Words of Rain Barrel Wisdom

Tuesday, February 28, 2017 - 11:15am

For gardeners or anyone interested in water conservation, rain barrels are essential. These barrels allow homeowners to collect rainwater from a roof to use as an alternative water supply in place of groundwater. Most rain barrels have a closed top to help control mosquitoes and keep out extraneous materials, but I have always had an open-top barrel with a spigot to be able to dip water out for quick trips to vegetable and flower gardens. 

As I quickly found out when I set up my barrel, mosquitos will definitely find it. So how do you control mosquitoes with an open barrel? After trying a number of methods, I decided to follow nature’s example and use fish. 

Goldfish in particular have proven hardy in withstanding the harsh conditions of a rain barrel. The very small, cheap varieties available in any pet store can grow to four inches in length and live five years or more. They can even survive through a cold winter and nights where three inches of ice forms on the surface, more or less hibernating at the bottom of the barrel.

And goldfish certainly do the job of mosquito control. For a time, I had two barrels where I experimented with fish in one and none in the other. In the barrel without fish, mosquito larva quickly became well established. But in the barrel with fish, the water was super clean, a sign that the fish were eating well.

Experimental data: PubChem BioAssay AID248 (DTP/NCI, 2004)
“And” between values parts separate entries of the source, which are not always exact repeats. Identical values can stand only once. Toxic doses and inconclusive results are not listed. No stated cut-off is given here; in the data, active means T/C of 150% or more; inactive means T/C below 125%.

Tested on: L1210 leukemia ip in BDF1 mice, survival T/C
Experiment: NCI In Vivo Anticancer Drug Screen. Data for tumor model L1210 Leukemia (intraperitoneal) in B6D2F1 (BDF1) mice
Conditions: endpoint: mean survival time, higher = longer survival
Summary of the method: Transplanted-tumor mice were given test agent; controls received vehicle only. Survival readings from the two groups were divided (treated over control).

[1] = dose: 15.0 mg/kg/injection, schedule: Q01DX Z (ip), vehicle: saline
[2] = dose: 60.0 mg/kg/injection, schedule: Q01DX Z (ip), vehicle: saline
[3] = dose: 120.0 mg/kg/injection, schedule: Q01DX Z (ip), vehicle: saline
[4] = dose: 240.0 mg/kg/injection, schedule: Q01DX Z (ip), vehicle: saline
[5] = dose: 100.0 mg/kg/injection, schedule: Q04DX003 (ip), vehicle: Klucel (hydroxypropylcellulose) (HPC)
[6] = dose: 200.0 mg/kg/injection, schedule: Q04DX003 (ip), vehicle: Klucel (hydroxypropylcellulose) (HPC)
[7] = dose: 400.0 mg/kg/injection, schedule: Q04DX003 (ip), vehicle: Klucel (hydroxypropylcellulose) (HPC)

Open rain barrels are not for everyone and there are some downsides. For example, having fish means you can never use all the water in the barrel. But regardless of whether it is open or closed, the main point is to get a barrel to reduce the use of city water for outdoor watering. There are at least two local suppliers of rain barrels in Raleigh; Rain Barrels International and Rainwater Solutions, and a quick Google search can uncover other sources. Rainwater Solutions sells rain barrels made in part from recycled plastic from milk jugs and laundry detergent bottles (HDPE #2), processed by Blow Molded Solutions in Mayodan. Yet another good reason to recycle your plastic bottles!

     

Scott Mouw, is the outgoing Section Chief for Recycling and Materials Management in the Division of Environmental Assistance and Customer Service of the N.C. Department of Environmental quality.  Scott has been with the State for more than 24 years and has led grant and assistance programs to expand material collection and processing efforts that provide vital feedstocks to manufacturers in North Carolina and around the world. He has focused on increasing public access to efficient, comprehensive local recycling services as well as expanding and streamlining the state's recycling economy. Scott has also been involved in crafting and implementing policies and engaging in many regional and national dialogues to help support increased material recovery. On February 28, 2017, he will be retiring from NCDEQ to go to work on a part-time basis with The Recycling Partnership, a national non-profit dedicated to improving the U.S. recycling system.

 

     

Author: 
Scott Mouw